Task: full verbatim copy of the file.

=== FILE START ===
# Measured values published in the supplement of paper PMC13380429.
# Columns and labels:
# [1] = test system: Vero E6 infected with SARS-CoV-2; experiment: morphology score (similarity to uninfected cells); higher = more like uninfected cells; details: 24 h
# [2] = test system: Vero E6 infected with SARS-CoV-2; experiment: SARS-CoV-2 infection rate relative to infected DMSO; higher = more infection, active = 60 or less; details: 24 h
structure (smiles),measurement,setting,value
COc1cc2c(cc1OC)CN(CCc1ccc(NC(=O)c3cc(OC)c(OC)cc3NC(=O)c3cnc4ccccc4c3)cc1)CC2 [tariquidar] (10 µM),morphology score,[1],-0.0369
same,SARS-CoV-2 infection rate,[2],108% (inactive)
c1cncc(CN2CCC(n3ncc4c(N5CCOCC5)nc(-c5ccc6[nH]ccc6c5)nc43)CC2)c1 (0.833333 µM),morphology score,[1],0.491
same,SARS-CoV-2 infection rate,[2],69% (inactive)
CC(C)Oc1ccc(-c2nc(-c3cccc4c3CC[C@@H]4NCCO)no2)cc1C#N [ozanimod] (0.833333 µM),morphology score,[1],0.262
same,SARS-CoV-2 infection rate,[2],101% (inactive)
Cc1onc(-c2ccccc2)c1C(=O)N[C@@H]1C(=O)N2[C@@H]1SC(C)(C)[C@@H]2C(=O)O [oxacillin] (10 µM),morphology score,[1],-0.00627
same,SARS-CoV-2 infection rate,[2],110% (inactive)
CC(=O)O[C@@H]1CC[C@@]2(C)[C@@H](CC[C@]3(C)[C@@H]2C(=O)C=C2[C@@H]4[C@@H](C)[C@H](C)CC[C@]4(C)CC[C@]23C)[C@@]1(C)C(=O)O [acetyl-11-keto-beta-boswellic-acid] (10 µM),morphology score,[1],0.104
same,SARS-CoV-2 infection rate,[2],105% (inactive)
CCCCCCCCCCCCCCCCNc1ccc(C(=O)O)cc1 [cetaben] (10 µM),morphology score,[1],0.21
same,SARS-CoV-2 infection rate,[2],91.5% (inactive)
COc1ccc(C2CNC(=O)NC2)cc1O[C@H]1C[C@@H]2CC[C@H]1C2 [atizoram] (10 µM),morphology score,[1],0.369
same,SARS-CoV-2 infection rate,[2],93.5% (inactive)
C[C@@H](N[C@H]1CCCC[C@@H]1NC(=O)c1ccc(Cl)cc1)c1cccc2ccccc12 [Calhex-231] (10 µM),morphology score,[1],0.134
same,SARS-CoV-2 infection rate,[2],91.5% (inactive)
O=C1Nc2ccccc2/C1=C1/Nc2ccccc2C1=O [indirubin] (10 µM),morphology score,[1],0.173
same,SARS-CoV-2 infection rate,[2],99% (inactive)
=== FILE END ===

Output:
# Measured values published in the supplement of paper PMC13380429.
# Columns and labels:
# [1] = test system: Vero E6 infected with SARS-CoV-2; experiment: morphology score (similarity to uninfected cells); higher = more like uninfected cells; details: 24 h
# [2] = test system: Vero E6 infected with SARS-CoV-2; experiment: SARS-CoV-2 infection rate relative to infected DMSO; higher = more infection, active = 60 or less; details: 24 h
structure (smiles),measurement,setting,value
COc1cc2c(cc1OC)CN(CCc1ccc(NC(=O)c3cc(OC)c(OC)cc3NC(=O)c3cnc4ccccc4c3)cc1)CC2 [tariquidar] (10 µM),morphology score,[1],-0.0369
same,SARS-CoV-2 infection rate,[2],108% (inactive)
c1cncc(CN2CCC(n3ncc4c(N5CCOCC5)nc(-c5ccc6[nH]ccc6c5)nc43)CC2)c1 (0.833333 µM),morphology score,[1],0.491
same,SARS-CoV-2 infection rate,[2],69% (inactive)
CC(C)Oc1ccc(-c2nc(-c3cccc4c3CC[C@@H]4NCCO)no2)cc1C#N [ozanimod] (0.833333 µM),morphology score,[1],0.262
same,SARS-CoV-2 infection rate,[2],101% (inactive)
Cc1onc(-c2ccccc2)c1C(=O)N[C@@H]1C(=O)N2[C@@H]1SC(C)(C)[C@@H]2C(=O)O [oxacillin] (10 µM),morphology score,[1],-0.00627
same,SARS-CoV-2 infection rate,[2],110% (inactive)
CC(=O)O[C@@H]1CC[C@@]2(C)[C@@H](CC[C@]3(C)[C@@H]2C(=O)C=C2[C@@H]4[C@@H](C)[C@H](C)CC[C@]4(C)CC[C@]23C)[C@@]1(C)C(=O)O [acetyl-11-keto-beta-boswellic-acid] (10 µM),morphology score,[1],0.104
same,SARS-CoV-2 infection rate,[2],105% (inactive)
CCCCCCCCCCCCCCCCNc1ccc(C(=O)O)cc1 [cetaben] (10 µM),morphology score,[1],0.21
same,SARS-CoV-2 infection rate,[2],91.5% (inactive)
COc1ccc(C2CNC(=O)NC2)cc1O[C@H]1C[C@@H]2CC[C@H]1C2 [atizoram] (10 µM),morphology score,[1],0.369
same,SARS-CoV-2 infection rate,[2],93.5% (inactive)
C[C@@H](N[C@H]1CCCC[C@@H]1NC(=O)c1ccc(Cl)cc1)c1cccc2ccccc12 [Calhex-231] (10 µM),morphology score,[1],0.134
same,SARS-CoV-2 infection rate,[2],91.5% (inactive)
O=C1Nc2ccccc2/C1=C1/Nc2ccccc2C1=O [indirubin] (10 µM),morphology score,[1],0.173
same,SARS-CoV-2 infection rate,[2],99% (inactive)